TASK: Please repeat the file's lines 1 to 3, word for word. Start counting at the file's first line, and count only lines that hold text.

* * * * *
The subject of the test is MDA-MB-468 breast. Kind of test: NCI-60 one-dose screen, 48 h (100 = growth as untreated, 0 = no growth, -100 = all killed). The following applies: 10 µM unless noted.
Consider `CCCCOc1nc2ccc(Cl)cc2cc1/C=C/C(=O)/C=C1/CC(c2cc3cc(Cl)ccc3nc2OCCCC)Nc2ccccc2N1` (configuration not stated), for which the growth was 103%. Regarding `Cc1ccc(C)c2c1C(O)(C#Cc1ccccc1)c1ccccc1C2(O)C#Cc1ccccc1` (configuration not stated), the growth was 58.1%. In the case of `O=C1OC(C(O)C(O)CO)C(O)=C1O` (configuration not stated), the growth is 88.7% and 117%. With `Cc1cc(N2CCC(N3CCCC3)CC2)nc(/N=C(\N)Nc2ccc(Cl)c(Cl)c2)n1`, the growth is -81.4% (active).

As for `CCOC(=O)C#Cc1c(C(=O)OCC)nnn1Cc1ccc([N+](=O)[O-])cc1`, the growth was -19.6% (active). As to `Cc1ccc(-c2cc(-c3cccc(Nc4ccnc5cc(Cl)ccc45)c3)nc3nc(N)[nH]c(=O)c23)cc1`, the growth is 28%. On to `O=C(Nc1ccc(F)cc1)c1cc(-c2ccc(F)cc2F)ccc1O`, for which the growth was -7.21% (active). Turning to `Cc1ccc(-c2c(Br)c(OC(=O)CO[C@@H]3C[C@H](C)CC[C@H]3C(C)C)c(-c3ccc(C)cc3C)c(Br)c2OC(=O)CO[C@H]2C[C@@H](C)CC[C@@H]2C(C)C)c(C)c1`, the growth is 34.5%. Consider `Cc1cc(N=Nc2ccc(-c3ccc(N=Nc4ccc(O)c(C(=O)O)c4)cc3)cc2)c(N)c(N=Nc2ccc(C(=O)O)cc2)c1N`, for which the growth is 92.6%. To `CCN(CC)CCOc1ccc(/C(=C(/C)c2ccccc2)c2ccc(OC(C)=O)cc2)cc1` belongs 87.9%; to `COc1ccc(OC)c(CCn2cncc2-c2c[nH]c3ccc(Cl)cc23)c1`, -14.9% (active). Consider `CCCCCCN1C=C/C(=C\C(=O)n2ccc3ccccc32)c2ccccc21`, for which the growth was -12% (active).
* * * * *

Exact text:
The subject of the test is MDA-MB-468 breast. Kind of test: NCI-60 one-dose screen, 48 h (100 = growth as untreated, 0 = no growth, -100 = all killed). The following applies: 10 µM unless noted.
Consider `CCCCOc1nc2ccc(Cl)cc2cc1/C=C/C(=O)/C=C1/CC(c2cc3cc(Cl)ccc3nc2OCCCC)Nc2ccccc2N1` (configuration not stated), for which the growth was 103%. Regarding `Cc1ccc(C)c2c1C(O)(C#Cc1ccccc1)c1ccccc1C2(O)C#Cc1ccccc1` (configuration not stated), the growth was 58.1%. In the case of `O=C1OC(C(O)C(O)CO)C(O)=C1O` (configuration not stated), the growth is 88.7% and 117%. With `Cc1cc(N2CCC(N3CCCC3)CC2)nc(/N=C(\N)Nc2ccc(Cl)c(Cl)c2)n1`, the growth is -81.4% (active).

As for `CCOC(=O)C#Cc1c(C(=O)OCC)nnn1Cc1ccc([N+](=O)[O-])cc1`, the growth was -19.6% (active). As to `Cc1ccc(-c2cc(-c3cccc(Nc4ccnc5cc(Cl)ccc45)c3)nc3nc(N)[nH]c(=O)c23)cc1`, the growth is 28%. On to `O=C(Nc1ccc(F)cc1)c1cc(-c2ccc(F)cc2F)ccc1O`, for which the growth was -7.21% (active). Turning to `Cc1ccc(-c2c(Br)c(OC(=O)CO[C@@H]3C[C@H](C)CC[C@H]3C(C)C)c(-c3ccc(C)cc3C)c(Br)c2OC(=O)CO[C@H]2C[C@@H](C)CC[C@@H]2C(C)C)c(C)c1`, the growth is 34.5%. Consider `Cc1cc(N=Nc2ccc(-c3ccc(N=Nc4ccc(O)c(C(=O)O)c4)cc3)cc2)c(N)c(N=Nc2ccc(C(=O)O)cc2)c1N`, for which the growth is 92.6%. To `CCN(CC)CCOc1ccc(/C(=C(/C)c2ccccc2)c2ccc(OC(C)=O)cc2)cc1` belongs 87.9%; to `COc1ccc(OC)c(CCn2cncc2-c2c[nH]c3ccc(Cl)cc23)c1`, -14.9% (active). Consider `CCCCCCN1C=C/C(=C\C(=O)n2ccc3ccccc32)c2ccccc21`, for which the growth was -12% (active).